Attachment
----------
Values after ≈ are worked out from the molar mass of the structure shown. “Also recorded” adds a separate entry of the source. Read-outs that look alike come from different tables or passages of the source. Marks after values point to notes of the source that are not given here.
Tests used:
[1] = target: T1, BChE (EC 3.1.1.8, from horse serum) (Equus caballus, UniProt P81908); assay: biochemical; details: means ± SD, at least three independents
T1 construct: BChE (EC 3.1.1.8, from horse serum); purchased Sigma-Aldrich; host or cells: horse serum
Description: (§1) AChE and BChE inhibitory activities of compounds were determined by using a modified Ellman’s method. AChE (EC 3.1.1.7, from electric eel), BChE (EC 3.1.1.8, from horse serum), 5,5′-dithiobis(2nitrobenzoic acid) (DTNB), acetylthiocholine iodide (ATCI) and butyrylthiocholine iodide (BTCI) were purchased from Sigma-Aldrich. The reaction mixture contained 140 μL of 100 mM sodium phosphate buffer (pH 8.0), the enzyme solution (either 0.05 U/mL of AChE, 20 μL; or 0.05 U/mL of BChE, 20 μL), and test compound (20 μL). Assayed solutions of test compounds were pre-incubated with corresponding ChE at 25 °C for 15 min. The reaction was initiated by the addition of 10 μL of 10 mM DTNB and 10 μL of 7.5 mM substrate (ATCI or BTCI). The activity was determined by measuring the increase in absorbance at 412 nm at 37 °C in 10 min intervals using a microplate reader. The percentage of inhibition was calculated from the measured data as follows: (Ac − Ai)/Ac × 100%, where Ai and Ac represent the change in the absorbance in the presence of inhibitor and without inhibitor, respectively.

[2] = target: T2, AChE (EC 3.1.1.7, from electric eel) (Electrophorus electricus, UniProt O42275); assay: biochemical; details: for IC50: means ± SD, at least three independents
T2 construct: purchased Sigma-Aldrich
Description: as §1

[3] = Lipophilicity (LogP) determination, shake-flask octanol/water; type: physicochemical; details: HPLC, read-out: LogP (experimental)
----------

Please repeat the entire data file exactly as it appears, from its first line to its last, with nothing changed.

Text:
Values after ≈ are worked out from the molar mass of the structure shown. “Also recorded” adds a separate entry of the source. Read-outs that look alike come from different tables or passages of the source. Marks after values point to notes of the source that are not given here.
Tests used:
[1] = target: T1, BChE (EC 3.1.1.8, from horse serum) (Equus caballus, UniProt P81908); assay: biochemical; details: means ± SD, at least three independents
T1 construct: BChE (EC 3.1.1.8, from horse serum); purchased Sigma-Aldrich; host or cells: horse serum
Description: (§1) AChE and BChE inhibitory activities of compounds were determined by using a modified Ellman’s method. AChE (EC 3.1.1.7, from electric eel), BChE (EC 3.1.1.8, from horse serum), 5,5′-dithiobis(2nitrobenzoic acid) (DTNB), acetylthiocholine iodide (ATCI) and butyrylthiocholine iodide (BTCI) were purchased from Sigma-Aldrich. The reaction mixture contained 140 μL of 100 mM sodium phosphate buffer (pH 8.0), the enzyme solution (either 0.05 U/mL of AChE, 20 μL; or 0.05 U/mL of BChE, 20 μL), and test compound (20 μL). Assayed solutions of test compounds were pre-incubated with corresponding ChE at 25 °C for 15 min. The reaction was initiated by the addition of 10 μL of 10 mM DTNB and 10 μL of 7.5 mM substrate (ATCI or BTCI). The activity was determined by measuring the increase in absorbance at 412 nm at 37 °C in 10 min intervals using a microplate reader. The percentage of inhibition was calculated from the measured data as follows: (Ac − Ai)/Ac × 100%, where Ai and Ac represent the change in the absorbance in the presence of inhibitor and without inhibitor, respectively.

[2] = target: T2, AChE (EC 3.1.1.7, from electric eel) (Electrophorus electricus, UniProt O42275); assay: biochemical; details: for IC50: means ± SD, at least three independents
T2 construct: purchased Sigma-Aldrich
Description: as §1

[3] = Lipophilicity (LogP) determination, shake-flask octanol/water; type: physicochemical; details: HPLC, read-out: LogP (experimental)